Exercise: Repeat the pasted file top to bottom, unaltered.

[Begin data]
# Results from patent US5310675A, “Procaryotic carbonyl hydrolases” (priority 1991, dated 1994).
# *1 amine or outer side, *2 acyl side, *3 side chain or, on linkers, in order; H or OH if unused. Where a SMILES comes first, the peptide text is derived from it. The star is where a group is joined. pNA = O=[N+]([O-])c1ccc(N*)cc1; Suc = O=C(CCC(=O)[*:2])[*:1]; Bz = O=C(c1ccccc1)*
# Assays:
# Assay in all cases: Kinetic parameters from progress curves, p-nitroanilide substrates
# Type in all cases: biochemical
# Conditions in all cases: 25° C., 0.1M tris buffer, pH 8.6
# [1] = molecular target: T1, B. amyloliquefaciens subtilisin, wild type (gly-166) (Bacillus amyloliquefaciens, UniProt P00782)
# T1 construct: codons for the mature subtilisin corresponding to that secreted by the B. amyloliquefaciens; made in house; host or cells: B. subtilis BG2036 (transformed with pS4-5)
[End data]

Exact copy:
# Results from patent US5310675A, “Procaryotic carbonyl hydrolases” (priority 1991, dated 1994).
# *1 amine or outer side, *2 acyl side, *3 side chain or, on linkers, in order; H or OH if unused. Where a SMILES comes first, the peptide text is derived from it. The star is where a group is joined. pNA = O=[N+]([O-])c1ccc(N*)cc1; Suc = O=C(CCC(=O)[*:2])[*:1]; Bz = O=C(c1ccccc1)*
# Assays:
# Assay in all cases: Kinetic parameters from progress curves, p-nitroanilide substrates
# Type in all cases: biochemical
# Conditions in all cases: 25° C., 0.1M tris buffer, pH 8.6
# [1] = molecular target: T1, B. amyloliquefaciens subtilisin, wild type (gly-166) (Bacillus amyloliquefaciens, UniProt P00782)
# T1 construct: codons for the mature subtilisin corresponding to that secreted by the B. amyloliquefaciens; made in house; host or cells: B. subtilis BG2036 (transformed with pS4-5)